A trust is a structure that allows you to set aside assets for another person. Trusts come in different shapes and sizes in Canada, including in-trust accounts that don’t require the same legal framework as formal trusts.
What is a trust account?
A trust holds assets for the benefit of a person called a beneficiary. A third party, known as a trustee, manages the assets provided by the contributor.
Formal trusts are established using a legal document called a deed of trust. Informal trusts, while arranged similarly, do not require the same legal structure.
Broadly, formal trusts, often set up by a lawyer, come in two categories:
Testamentary trusts come into effect when the testator (the person who sets up the trust) dies. The terms of the trust are established in the person’s will and set out what assets are held in the trust, who will be receiving them (the beneficiaries), who will act as the trustee, and how the assets will be distributed.
Inter vivos trusts, or living trusts, are set up during your lifetime and may carry tax advantages, the flexibility to control how your assets are used or spent, and the ability to keep the terms of your trust confidential. TFSAs and RRSPs are examples of inter vivos trusts.
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In-trust (also referred to as ITF or “in-trust for” accounts) are savings or investment accounts opened by an individual for the benefit of another person (often a minor child). These are often known as informal trusts because there is no deed of trust in place. Instead, the only contract detailing the trust relationship is the financial institution’s investment contract or account documents.
How in-trust accounts work
Once an ITF is opened, trustees can make contributions or investments, with no limits, into the account, on the child’s behalf. Until the child reaches the age of majority in their province, any withdrawals have to be used for their benefit. These accounts can’t be closed or modified without the beneficiary’s permission.
Once the beneficiary reaches the legal age of majority in the province in which they live, they are entitled to the account’s proceeds.
When is an in-trust account a good idea?
Many people choose ITFs because they allow the money withdrawn to be used for any purpose. For example, children can use the account to pay for education, or something entirely different when they reach the age of majority, explains Graham Priest, a certified financial planner and investment advisor with BlueShore Financial in North Vancouver, B.C.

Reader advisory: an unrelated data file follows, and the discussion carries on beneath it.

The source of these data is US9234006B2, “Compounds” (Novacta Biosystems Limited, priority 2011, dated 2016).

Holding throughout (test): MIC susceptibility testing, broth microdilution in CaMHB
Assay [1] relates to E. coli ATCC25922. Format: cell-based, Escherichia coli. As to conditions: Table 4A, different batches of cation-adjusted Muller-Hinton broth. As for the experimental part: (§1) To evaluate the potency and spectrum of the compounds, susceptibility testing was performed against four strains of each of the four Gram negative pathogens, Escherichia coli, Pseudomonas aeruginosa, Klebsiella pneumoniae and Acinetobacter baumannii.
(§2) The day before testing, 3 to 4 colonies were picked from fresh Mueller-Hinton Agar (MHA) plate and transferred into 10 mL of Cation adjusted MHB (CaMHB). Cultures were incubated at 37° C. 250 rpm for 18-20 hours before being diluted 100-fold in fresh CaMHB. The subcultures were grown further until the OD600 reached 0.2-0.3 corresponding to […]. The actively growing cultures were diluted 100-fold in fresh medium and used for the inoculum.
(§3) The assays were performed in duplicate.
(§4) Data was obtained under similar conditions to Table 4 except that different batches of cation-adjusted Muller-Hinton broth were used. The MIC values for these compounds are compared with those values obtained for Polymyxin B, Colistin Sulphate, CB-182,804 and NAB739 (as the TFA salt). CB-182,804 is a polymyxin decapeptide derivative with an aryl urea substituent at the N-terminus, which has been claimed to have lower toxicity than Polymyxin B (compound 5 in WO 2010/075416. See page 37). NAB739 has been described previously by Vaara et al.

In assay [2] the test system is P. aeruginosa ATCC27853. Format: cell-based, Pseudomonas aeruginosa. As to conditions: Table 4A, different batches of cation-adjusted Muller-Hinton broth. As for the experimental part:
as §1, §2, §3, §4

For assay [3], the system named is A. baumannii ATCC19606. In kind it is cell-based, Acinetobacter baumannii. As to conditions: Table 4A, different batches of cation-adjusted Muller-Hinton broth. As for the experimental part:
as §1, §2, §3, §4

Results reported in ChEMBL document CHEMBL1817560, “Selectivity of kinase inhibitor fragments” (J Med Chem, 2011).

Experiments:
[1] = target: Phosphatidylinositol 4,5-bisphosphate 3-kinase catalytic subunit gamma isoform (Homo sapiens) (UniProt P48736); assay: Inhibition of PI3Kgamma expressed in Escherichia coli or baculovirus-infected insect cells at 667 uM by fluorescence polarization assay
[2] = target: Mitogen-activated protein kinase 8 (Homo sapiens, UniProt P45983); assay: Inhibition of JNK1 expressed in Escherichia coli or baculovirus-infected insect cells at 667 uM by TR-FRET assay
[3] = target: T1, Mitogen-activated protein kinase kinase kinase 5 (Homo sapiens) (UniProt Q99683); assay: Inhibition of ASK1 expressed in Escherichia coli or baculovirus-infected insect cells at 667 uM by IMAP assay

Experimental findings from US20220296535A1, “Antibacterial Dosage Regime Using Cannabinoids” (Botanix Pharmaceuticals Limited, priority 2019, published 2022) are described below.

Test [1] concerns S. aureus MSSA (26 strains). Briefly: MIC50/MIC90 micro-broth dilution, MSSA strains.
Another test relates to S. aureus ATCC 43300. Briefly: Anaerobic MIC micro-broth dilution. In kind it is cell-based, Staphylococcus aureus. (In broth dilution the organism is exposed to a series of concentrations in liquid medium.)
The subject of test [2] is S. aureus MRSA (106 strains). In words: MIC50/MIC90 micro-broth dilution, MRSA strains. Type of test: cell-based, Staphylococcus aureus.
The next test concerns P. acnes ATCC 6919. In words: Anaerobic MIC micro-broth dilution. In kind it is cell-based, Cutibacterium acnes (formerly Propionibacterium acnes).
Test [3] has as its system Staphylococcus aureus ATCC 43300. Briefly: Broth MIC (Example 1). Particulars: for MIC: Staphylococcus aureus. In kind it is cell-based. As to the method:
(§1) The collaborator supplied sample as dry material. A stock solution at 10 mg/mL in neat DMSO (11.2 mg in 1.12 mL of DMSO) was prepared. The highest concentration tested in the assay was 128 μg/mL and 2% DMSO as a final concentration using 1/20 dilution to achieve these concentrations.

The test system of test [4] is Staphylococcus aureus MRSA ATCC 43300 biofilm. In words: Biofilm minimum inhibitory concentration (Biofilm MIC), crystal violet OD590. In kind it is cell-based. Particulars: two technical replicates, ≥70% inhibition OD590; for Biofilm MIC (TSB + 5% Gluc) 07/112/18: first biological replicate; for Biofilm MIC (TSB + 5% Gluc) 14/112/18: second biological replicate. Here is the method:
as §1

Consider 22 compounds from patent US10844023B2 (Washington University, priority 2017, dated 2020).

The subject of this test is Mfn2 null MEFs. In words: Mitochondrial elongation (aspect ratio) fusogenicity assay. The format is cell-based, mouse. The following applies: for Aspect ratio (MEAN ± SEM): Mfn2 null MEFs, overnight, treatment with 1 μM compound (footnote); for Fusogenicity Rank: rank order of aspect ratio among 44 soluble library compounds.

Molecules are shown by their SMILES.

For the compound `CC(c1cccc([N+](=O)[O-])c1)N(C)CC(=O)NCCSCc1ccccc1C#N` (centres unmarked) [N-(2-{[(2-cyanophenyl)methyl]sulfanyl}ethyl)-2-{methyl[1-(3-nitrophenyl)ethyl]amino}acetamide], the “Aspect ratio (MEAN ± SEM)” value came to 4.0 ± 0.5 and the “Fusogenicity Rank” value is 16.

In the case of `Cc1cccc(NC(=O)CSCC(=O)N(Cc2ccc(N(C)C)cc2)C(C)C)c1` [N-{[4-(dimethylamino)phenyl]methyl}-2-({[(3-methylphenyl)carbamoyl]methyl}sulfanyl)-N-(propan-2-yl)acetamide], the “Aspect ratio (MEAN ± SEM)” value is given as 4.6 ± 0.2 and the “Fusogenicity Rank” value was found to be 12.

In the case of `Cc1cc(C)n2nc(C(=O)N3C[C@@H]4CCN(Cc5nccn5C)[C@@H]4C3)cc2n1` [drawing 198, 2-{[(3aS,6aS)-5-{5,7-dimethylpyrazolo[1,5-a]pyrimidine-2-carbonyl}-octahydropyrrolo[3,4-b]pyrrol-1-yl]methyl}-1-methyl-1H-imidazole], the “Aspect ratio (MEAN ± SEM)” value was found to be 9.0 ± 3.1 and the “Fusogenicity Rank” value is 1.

“Some people do prefer this type of an arrangement because they feel it’s more flexible as to what the funds can be used for at a later date,” he says.
“You might have a situation where a grandparent has set up an RESP for a grandchild and contributions are being maximized there, and then a parent, perhaps, wants to set up something that would help supplement that. So then, a trust account or an informal trust account is something that they’ll sometimes look towards,” he adds.
Compared to a testamentary or inter vivos trust, an ITF requires less documentation and is often cheaper to set up. However, says Priest, these accounts come with a few considerations — the first is taxation.
“If it’s a minor child, capital gains are generally taxed in the child’s hands, but you get attribution back to the parents on income,” he says. That means parents end up getting taxed on dividends and interest unless the money being used originated from the Canada Child Benefit or the Universal Child Care Benefit.
Individuals with larger portfolio sizes, he adds, may prefer a formal trust as arrangements are more clearly detailed and there is less concern about the account being contested in the event of the trustee’s death.
When considering whether to set up an ITF or a formal trust, seek the assistance of legal counsel or a financial advisor for more information.
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How to set up an in-trust account
Setting up an in-trust account involves visiting your financial institution or speaking to your investment advisor to complete an account application.
Once the beneficiary reaches the legal age of majority, the trustee can have the account transferred directly to the beneficiary by working with the beneficiary’s investment advisor or the financial institution that set up the account. As Priest explains, the transfer should not be taxable because ownership isn’t truly changing.
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